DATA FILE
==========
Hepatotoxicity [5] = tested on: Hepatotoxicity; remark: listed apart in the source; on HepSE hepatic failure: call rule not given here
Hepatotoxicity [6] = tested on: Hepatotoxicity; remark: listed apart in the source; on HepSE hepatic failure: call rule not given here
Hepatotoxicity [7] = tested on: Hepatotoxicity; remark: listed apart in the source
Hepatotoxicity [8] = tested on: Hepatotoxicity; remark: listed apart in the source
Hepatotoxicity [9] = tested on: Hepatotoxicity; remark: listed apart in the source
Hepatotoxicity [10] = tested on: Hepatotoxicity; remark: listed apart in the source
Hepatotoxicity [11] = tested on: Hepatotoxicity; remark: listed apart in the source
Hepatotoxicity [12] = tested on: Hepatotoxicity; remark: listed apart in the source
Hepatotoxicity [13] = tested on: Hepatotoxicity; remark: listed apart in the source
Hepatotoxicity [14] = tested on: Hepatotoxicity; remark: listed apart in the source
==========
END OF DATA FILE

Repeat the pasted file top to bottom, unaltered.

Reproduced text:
Hepatotoxicity [5] = tested on: Hepatotoxicity; remark: listed apart in the source; on HepSE hepatic failure: call rule not given here
Hepatotoxicity [6] = tested on: Hepatotoxicity; remark: listed apart in the source; on HepSE hepatic failure: call rule not given here
Hepatotoxicity [7] = tested on: Hepatotoxicity; remark: listed apart in the source
Hepatotoxicity [8] = tested on: Hepatotoxicity; remark: listed apart in the source
Hepatotoxicity [9] = tested on: Hepatotoxicity; remark: listed apart in the source
Hepatotoxicity [10] = tested on: Hepatotoxicity; remark: listed apart in the source
Hepatotoxicity [11] = tested on: Hepatotoxicity; remark: listed apart in the source
Hepatotoxicity [12] = tested on: Hepatotoxicity; remark: listed apart in the source
Hepatotoxicity [13] = tested on: Hepatotoxicity; remark: listed apart in the source
Hepatotoxicity [14] = tested on: Hepatotoxicity; remark: listed apart in the source